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Fifty Years From Now……

This month my nephew commences his GDL. We are not a family with a history of lawyers. There is me, my sister-in-law and our joint nephew. That is it. 

In fact we are not a family with a history of university attendance. My generation in the family were the first to go to University. My nephews and nieces have all gone to university. What a giant leap forward in one generation. 

And now the Bar will shrink back into the Dark Ages. In a week when the Lord Chief Justice is, I respectfully suggest, somewhat complacently suggesting that diversity in the Judiciary will work itself out in fifty years time, the reality is that the Bar is rapidly undoing all the gains made in recent times. Think not just of the gender of the upper echelons of the Judiciary fifty years from now. Think of their diversity, their ethnicity, their cultural background, their educational background. I foresee white, privately educated and, more than likely, still male. 

Why do I say this? My nephew and I are very similar. We went to the same (comprehensive) school. Our (proud) parents had not attended university themselves. Both of us have paid our own way, in conjunction with our parents, albeit his level of debt dwarves mine. 

I am not suggesting either of us were ever going to be the Lord Chief Justice. In my case I can positively rule it out. However the upper echelons of the Judiciary tend to be drawn from the Bar. It is the Bar that tends to allow people to concentrate on being lawyers rather than managers, business leaders and employers (please, solicitors, do not all shout at me at once, I know this is a generalisation but a blog requires some shorthand sweeping statements and, for the time being, the Supreme Court is likely to be drawn from the Bar).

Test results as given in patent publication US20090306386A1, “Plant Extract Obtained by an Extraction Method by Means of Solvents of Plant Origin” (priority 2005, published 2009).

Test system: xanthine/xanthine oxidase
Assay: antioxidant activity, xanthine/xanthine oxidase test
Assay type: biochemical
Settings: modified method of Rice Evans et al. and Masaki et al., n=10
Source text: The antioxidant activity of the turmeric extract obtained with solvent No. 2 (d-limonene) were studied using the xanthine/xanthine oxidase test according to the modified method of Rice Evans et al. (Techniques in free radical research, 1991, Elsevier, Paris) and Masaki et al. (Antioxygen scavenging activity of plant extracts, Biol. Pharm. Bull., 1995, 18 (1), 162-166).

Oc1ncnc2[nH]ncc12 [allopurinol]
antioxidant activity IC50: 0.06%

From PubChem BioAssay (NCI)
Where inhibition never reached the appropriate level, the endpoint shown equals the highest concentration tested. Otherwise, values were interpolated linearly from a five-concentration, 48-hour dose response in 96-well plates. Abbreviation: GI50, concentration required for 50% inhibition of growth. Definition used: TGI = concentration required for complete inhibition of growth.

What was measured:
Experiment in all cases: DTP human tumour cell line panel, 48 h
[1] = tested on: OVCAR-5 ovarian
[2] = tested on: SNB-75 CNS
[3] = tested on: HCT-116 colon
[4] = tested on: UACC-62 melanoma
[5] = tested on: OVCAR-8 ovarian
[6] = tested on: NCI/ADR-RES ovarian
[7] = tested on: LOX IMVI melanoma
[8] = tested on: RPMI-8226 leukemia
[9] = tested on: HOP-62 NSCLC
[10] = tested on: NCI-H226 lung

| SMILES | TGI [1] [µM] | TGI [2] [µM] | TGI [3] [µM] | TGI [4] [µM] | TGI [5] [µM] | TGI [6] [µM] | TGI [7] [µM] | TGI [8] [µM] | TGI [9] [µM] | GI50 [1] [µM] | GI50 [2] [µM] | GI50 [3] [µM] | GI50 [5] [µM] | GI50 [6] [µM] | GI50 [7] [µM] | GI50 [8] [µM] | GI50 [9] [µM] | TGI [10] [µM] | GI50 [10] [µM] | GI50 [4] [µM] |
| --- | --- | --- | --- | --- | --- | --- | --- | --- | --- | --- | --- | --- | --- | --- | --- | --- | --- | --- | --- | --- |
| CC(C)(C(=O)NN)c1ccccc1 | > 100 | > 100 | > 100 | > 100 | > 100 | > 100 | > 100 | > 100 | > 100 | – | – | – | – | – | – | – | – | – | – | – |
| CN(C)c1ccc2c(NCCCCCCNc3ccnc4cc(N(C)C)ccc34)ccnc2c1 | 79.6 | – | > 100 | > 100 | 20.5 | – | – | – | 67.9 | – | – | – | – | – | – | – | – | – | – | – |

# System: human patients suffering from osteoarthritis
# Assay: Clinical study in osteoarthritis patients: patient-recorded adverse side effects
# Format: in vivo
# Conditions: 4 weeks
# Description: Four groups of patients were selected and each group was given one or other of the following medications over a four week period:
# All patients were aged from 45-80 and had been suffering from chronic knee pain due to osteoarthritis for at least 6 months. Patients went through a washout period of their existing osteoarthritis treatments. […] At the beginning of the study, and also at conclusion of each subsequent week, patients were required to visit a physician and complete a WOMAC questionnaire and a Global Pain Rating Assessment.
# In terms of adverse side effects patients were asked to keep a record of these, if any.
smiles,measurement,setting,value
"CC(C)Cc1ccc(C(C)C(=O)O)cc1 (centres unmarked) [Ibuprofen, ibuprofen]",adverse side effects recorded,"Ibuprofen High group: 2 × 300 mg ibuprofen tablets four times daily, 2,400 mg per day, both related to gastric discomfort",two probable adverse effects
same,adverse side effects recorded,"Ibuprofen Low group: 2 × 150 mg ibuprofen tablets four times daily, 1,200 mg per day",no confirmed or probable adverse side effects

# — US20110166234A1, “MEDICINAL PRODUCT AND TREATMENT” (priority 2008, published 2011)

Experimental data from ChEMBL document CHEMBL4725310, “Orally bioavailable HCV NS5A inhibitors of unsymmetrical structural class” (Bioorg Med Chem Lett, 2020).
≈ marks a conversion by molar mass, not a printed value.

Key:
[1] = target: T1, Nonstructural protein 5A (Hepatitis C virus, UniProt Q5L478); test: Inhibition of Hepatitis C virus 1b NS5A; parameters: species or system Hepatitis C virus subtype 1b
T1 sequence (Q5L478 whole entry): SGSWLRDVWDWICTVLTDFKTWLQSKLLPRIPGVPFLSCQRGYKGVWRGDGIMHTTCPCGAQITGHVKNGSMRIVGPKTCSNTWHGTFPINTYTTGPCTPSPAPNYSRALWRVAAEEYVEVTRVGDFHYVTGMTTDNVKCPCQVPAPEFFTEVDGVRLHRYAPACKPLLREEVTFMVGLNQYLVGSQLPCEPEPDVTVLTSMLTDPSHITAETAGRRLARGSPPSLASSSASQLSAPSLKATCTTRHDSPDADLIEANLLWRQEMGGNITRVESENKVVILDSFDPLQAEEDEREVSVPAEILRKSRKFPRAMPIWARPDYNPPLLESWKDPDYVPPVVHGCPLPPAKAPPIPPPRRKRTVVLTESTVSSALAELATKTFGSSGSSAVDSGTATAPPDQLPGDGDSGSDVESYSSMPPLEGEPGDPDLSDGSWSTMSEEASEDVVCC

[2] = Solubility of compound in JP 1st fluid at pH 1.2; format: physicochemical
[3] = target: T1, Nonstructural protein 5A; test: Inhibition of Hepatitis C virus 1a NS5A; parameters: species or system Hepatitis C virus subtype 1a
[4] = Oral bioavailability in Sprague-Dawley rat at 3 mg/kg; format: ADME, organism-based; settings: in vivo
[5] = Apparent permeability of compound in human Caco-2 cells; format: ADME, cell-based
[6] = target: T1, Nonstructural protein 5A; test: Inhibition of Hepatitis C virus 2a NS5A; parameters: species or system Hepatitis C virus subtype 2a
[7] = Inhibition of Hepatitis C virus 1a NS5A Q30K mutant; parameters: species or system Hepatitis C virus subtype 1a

So why am I ruling out my nephew? It is because I love him and want to see the best for him. So I have advised him against going near crime and have advised him against a career at the Bar, despite the fact that this is what he wants to do. This is not the X-Factor. Being passionate about it and “really, really wanting it” whilst going on “an incredible journey” does not pay the Student Loan and does not alter the diminishing prospects at the Bar. Not when the incredible journey saddles you with £30,000 more of debt, no pupillage and a largely meaningless post-graduate qualification. 

The culmination of various Government policies means that anyone who gives realistic advice in the best interests of an aspirant lawyer will tell them not to pursue a career in crime, not to pursue a career in public funded work and that their greater chances of a career lie with a training contract rather than a pupillage. Even the brilliant and the dedicated, and the brilliantly dedicated, need a dose of reality. And they are smart enough to make the right choice. And the right choice is no longer the Bar. And it is no longer crime. 

I have read that people predict that the Two Tier Contract system sees the death of the Criminal Bar within six months. That may be a tad pessimistic. The true prognosis, however, is that the Bar is already stricken by a terrible malaise. It may not finish us off tomorrow but it will end the profession as we know it now. An open and diverse profession. A profession to aspire to. A profession with a training regime designed in the pursuit of excellence in our traditional strengths. 

The Bar will struggle to recruit the brightest and the best, unless they happen to be wealthy. The Bar will struggle to recruit from a diverse social and cultural background. The Criminal Bar (often a way in for those less privileged) will struggle to recruit at all. Meanwhile we will struggle to retain those already practising. If you do not accept the link between retention levels and remuneration levels just take a look at what is happening with junior doctors

And that may be where Sumption may have got something right. Thirty years ago the problem was in male dominated recruitment. In more recent times retention levels have been lower for women than for men. Where he is wrong is in his assessment that this represents a lifestyle choice by females, a rejection of lifestyle in some way more suitable to men. For many it represents an economic necessity that they do not remain within the profession. 

Where Sumption is even more out of step is in concentrating his public pronouncement on an attack on gender positive recruitment. He needs to look further down the food chain. He needs to step into the limelight to highlight the damaging impact of Government policy on the diversity of the pool of available candidates for his job fifty years from now. Now that would be a fine example of an independent judiciary.